Solar eclipse caused bow waves in Earth's atmosphere

The celebrated Great American Eclipse of August 2017 crossed the continental U.S. in 90 minutes, and totality lasted no longer than a few minutes at any one location. The event is well in the rear-view mirror now, but scientific investigation into the effects of the moon's shadow on the Earth's atmosphere is still being hotly pursued, and interesting new findings are surfacing at a rapid pace. These include significant observations by scientists at MIT’s Haystack Observatory in Westford, Massachusetts.

Scientists Unlock Key Information About the World's Soil Microbes

Scientists at the University of Colorado, Boulder have created the first worldwide atlas of soil microbes, mapping 500 of the most common kinds of bacteria found in soil across the globe, from deserts to grasslands to wetlands.

Scientists, volunteers rescue about 1,000 cold-stunned sea turtles

On the icy cold shores of Florida’s St. Joseph Bay, a team of volunteers and wildlife experts have rescued an estimated 1,000 cold-stunned sea turtles since January 2 in what is believed to be Florida’s second-largest mass cold-stunning event of the 21st century, according to U.S. Geological Survey research biologist Margaret Lamont. 

A climate science milestone on Colorado's Continental Divide

On January 16, 1968, in a bracing chill at 11,568 feet above sea level, a Colorado researcher collected an air sample at Niwot Ridge, on the doorstep of the Indian Peaks mountain range. The sample was carried down the mountain and then measured for carbon dioxide at a lab in Boulder, Colorado. The result: 322.4 parts per million.

Methane from Indian Livestock Adds to Global Warming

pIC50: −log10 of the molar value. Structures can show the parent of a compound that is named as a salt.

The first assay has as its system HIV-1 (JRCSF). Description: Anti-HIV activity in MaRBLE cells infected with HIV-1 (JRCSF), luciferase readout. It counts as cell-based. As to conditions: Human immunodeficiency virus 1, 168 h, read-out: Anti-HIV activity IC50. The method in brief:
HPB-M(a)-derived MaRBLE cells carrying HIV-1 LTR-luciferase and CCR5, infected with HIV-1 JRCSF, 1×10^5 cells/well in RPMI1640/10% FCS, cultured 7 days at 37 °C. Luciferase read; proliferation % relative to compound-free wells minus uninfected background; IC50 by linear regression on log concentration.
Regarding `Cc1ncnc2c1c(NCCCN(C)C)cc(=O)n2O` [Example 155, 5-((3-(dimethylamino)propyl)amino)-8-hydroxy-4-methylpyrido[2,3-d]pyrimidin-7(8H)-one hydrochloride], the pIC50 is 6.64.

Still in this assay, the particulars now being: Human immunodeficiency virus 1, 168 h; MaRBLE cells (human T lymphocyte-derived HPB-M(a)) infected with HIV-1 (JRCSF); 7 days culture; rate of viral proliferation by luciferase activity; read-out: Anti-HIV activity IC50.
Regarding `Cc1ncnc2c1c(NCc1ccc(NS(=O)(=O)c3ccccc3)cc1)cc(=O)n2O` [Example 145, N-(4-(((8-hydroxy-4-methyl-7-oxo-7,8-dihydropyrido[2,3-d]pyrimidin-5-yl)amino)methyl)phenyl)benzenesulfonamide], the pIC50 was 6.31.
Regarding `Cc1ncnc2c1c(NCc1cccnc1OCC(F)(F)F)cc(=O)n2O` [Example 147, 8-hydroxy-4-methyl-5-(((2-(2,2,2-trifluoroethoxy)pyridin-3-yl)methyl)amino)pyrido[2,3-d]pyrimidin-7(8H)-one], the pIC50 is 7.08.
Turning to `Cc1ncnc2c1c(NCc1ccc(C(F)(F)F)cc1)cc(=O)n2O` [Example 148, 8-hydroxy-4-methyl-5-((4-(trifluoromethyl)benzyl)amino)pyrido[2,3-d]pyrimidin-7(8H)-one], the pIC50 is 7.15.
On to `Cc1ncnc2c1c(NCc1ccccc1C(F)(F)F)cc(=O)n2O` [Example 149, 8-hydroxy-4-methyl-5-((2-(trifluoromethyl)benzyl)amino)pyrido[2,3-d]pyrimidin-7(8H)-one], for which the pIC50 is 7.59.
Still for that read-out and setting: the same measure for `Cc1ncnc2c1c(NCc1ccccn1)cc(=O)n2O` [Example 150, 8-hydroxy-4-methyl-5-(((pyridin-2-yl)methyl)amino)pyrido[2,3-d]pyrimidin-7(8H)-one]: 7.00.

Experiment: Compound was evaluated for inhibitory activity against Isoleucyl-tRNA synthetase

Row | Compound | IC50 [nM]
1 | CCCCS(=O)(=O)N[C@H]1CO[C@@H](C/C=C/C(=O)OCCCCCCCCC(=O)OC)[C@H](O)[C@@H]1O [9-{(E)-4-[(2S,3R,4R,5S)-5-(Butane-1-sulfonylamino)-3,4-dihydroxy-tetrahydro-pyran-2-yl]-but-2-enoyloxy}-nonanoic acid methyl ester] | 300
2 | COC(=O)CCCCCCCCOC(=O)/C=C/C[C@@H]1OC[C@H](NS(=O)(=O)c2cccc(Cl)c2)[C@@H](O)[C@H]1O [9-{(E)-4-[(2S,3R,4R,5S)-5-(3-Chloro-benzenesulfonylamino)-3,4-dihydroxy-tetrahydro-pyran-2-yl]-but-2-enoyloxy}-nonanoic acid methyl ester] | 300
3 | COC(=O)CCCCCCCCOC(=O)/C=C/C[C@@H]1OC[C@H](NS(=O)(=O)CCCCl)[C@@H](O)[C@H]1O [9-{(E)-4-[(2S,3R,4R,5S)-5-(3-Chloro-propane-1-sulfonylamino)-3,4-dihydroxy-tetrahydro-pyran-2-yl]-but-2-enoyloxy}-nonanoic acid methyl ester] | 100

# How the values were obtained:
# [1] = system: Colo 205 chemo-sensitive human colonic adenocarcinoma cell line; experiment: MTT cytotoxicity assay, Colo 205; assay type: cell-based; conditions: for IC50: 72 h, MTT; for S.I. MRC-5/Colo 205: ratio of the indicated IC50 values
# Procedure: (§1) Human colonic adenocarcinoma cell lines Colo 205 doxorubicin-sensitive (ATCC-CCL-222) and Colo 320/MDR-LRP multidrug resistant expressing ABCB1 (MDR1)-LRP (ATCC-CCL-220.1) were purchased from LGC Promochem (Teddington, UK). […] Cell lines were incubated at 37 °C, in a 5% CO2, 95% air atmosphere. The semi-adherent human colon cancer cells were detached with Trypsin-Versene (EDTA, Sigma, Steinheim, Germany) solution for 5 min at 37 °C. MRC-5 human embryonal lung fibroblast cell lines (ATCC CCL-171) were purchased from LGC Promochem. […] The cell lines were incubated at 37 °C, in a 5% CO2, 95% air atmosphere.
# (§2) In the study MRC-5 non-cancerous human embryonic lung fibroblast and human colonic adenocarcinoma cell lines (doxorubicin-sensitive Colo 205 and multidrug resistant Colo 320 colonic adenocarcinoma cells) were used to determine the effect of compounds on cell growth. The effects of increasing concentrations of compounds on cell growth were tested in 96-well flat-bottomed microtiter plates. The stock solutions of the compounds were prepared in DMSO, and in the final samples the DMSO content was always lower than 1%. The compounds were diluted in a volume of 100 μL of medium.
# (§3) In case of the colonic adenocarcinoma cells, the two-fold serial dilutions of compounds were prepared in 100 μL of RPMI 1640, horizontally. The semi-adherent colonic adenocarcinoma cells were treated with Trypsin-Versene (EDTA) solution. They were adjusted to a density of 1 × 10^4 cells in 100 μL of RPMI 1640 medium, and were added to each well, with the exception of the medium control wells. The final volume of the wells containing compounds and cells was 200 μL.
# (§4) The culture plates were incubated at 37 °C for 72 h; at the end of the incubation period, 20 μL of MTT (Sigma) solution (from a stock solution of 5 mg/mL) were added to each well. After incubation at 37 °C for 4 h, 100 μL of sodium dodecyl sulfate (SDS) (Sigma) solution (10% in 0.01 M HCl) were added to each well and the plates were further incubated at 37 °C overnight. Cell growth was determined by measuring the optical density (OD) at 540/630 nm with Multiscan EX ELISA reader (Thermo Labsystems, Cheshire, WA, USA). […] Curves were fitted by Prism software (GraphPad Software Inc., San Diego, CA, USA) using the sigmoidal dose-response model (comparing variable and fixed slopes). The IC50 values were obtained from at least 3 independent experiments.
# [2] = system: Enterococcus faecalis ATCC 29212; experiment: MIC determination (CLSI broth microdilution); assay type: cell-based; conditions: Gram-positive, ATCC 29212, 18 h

Methane produced by India’s livestock population, considered the world’s largest, can significantly raise global temperatures, says a new study designed to help predict climate change linked to greenhouse gas (GhG) emissions from farm animals.

Reviled Animals Could Be Our Powerful Allies

Animal carnivores living in and around human habitation are declining at an unprecedented rate – but they may provide crucial benefits to human societies.

Climate Change Affects Fish Reproductive Phenology in Plateau Area: Study

Climate change has threatened the global environment and biodiversity, particularly the aquatic ecosystems as well as the development of human ecosociety. The Tibetan Plateau is the region possessing the richest water resources in Asia but highly affected by the global climate change.

Mining weather data from Civil War-era Navy logbooks

A new grant will let a University of Washington-based project add a new fleet to its quest to learn more about past climate from the records of long-gone mariners. The UW is among the winners of the 2017 “Digitizing Hidden Special Collections and Archives” awards, announced earlier this month by the Washington, D.C.-based Council on Library and Information Resources.             

USGS Scientist Mobilizes with Recon Team to Learn from Mexico's Earthquake Early Warning System

A few weeks after a magnitude-7.1 earthquake struck central Mexico on Sept. 19, 2017 — leaving hundreds dead and dozens of buildings destroyed — USGS seismologist Elizabeth Cochran and a team of experts mobilized to Mexico City to assess the performance of the Mexico Seismic Warning System (Sistema de Alerta Sísmica Mexicano or SASMEX)  and the public’s perception of the alerts.

Crop Failure in the Andes

Kenneth Feeley, the Smathers Chair of Tropical Tree Biology in the University of Miami’s Department of Biology, is an expert in studying the effects of climate change on tropical forests. From the mountains of Peru to the lowlands of the Amazon, Feeley examines the ramifications of climate change on the trees and other species that comprise the diverse forests of these regions. Yet, recently, Feeley shifted gears from studying tropical forests to examining the impacts of climate change in rural farming communities in Peru.